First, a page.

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dieselmech 12-18-2007 04:49 AM

Furnace oil...
 
93 7.3 non turbo, I've been running furnace oil in the back tank, diesel in the front for a while now and it runs great. Question is, (and I've had many answers) what is the difference? I've heard road tax is the only difference, other say more parrafin in furnace oil, others say it'll blow the motor.
Curious what every one thinks

Sludgy 12-18-2007 04:55 AM

Quote:

Originally Posted by dieselmech (Post 86249)
93 7.3 non turbo, I've been running furnace oil in the back tank, diesel in the front for a while now and it runs great. Question is, (and I've had many answers) what is the difference? I've heard road tax is the only difference, other say more parrafin in furnace oil, others say it'll blow the motor.
Curious what every one thinks

A big difference is sulfur. Furnace oil has 0.2% sulfur. Old diesel had .05%sulfur. 2007+ diesel has .0015% sulfur.

On a truck as old as yours, sulfur won't make too much difference, but on late model trucks with diesel catalysts, it will clog the catalysts.

JanGeo 12-18-2007 05:28 AM

Don't get caught!

dieselmech 12-18-2007 05:25 PM

Thanks for the reply, I'm not concerned about getting caught. Farm country and NOBODY has even been considered getting caught! haha. 67cents a litre instead of $1.17 is about $38.00 saved per fill up!
I'm just curious if anybody knows for sure the difference in make up or is it the same except road tax. Sulphur content is interesting, considering sulphur is what lubricates the IP, and everybody yelled when they started taking it out because of increased wear. I fire up on diesel, get on the highway to work and switch to oil, then switch back 5km's from work. (45 min drive each way) It's good practise for when I convert to WVO eh? Lol!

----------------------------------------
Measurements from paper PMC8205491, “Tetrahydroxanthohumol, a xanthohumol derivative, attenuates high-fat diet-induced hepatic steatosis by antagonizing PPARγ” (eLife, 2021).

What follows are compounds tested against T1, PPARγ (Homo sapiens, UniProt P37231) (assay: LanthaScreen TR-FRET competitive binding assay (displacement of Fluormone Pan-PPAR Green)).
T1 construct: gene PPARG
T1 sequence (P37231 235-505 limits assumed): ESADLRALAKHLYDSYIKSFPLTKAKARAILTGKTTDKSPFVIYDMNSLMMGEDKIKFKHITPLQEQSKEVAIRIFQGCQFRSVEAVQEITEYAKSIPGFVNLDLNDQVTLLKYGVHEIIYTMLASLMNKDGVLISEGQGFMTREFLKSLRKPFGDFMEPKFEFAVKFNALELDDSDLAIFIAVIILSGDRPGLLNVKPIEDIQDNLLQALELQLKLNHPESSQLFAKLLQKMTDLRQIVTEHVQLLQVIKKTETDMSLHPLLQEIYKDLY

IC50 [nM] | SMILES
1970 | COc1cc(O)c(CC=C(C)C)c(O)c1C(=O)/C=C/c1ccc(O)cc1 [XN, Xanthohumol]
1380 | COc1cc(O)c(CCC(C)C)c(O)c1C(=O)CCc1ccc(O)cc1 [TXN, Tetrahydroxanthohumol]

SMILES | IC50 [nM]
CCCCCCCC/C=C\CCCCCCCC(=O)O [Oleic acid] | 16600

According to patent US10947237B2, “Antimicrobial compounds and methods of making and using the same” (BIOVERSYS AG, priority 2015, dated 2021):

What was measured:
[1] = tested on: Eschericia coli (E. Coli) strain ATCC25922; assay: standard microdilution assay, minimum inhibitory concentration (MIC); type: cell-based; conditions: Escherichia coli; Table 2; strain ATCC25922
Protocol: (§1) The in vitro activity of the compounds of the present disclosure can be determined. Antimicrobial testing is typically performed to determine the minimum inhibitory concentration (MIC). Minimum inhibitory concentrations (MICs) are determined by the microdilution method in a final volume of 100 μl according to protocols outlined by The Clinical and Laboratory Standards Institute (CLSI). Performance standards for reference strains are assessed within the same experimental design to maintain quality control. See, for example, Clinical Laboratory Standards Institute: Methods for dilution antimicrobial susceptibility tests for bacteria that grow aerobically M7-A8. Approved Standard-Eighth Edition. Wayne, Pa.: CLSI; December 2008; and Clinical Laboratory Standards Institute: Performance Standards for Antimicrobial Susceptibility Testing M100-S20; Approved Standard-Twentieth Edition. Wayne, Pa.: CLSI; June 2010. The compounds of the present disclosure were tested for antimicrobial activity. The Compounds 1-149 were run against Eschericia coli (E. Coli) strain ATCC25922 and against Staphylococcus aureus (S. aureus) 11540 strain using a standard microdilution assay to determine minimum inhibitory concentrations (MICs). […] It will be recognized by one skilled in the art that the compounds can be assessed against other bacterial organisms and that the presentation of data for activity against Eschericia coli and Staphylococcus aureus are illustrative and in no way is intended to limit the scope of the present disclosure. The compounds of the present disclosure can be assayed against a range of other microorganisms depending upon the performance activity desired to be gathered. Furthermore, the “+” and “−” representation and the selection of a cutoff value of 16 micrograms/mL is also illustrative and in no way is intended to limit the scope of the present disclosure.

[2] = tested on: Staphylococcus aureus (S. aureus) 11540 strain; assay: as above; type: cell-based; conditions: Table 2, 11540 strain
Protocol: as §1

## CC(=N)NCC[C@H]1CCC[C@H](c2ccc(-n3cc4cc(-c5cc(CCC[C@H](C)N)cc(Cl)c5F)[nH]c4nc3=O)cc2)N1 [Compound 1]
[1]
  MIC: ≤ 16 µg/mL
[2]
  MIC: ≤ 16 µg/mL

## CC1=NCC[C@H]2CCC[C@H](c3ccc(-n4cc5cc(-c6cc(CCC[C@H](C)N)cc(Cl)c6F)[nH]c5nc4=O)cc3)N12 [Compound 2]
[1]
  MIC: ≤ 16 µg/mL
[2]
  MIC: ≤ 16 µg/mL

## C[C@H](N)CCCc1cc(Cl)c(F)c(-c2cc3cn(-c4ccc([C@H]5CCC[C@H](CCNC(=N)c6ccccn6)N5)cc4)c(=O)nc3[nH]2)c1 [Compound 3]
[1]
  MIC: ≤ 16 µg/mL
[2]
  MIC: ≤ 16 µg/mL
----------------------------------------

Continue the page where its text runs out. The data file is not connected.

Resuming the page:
Again, thanks for the reply's.

Danronian 12-18-2007 07:29 PM

That's pretty interesting!

GasSavers_SD26 12-19-2007 04:25 AM

Quote:

Originally Posted by dieselmech (Post 86357)
Sulphur content is interesting, considering sulphur is what lubricates the IP, and everybody yelled when they started taking it out because of increased wear.

Actually, it's not the sulphur that lubricates. I admit that I thought that but I found out otherwise.

However, when the process is done that removes the sulphur, it removes the compounds that do lubricate.

You can actually ad two stroke oil or some vegetable oil to get lubrication into the fuel with better results than using a commercial chemical that's more expensive.

Lug_Nut 12-20-2007 08:36 AM

Sulfur is an abrasive agent. It's the main difference between metal cutting oil and lubricating oil.
Sulfur won't 'clog' a catalytic converter any more than leaded gasoline would. The compounds coat the catalyst and render the beads incapable of converting, so the emissions go way up, but there is no change in air flow.
Your 93 wouldn't have a catalyst, so the non-existent conversion efficiency isn't changed.
But be wary, Is the heating oil blended to flow when it's in someone's 10C basement in a 1000 liter tank, or is it suited for a -30C night in the driveway?

Big Dave 12-26-2007 05:48 PM

Furnace oil and No.2 diesel are one and the same product except furnace oil has a little dye in it.

Diesels will run nicely on a wide variety of fuels.
Kerosene
Jet A
JP-8
Vegetable oil (Herr Doktor Diesel intended it to use peanut oil)
Used motor oil (cut it 20:1 with No.2 and filter it)
Propane
Butane
White gasoline
Alkane synthetic diesel (Fischer-Tropsch)
Transesterified biodiesel

The Germans have built diesels that start on No. 2 and then run bunker C until hot then run on pulverized coal.

High octane (low cetane) gasoline defeats them unless you use the No.2 injectors as spark plugs.

hound_13 07-27-2008 03:06 PM

great idea, but more polluting
 
Your idea of using furnace oil or "red diesel" is outstanding. It is cheaper, but I am not sure if it would pass for emissions testing. One difference is that it more polluting and has a higher amount of sulfur than LSD: 500 ppm and ULSD: 15 ppm. However, if it's easier on your pocketbook then why not!?!?

Improbcat 08-07-2008 04:20 AM

Be aware, the "red" is red diesel is dyed specifically so that tax agents can tell it is diesel that has not been properly taxed for road use. If you get caught you'll have the IRS down on you very quickly. I know people have been caught many a times before, and with fuel prices being so high I'll be willing to bet they've stepped up their enforcement.


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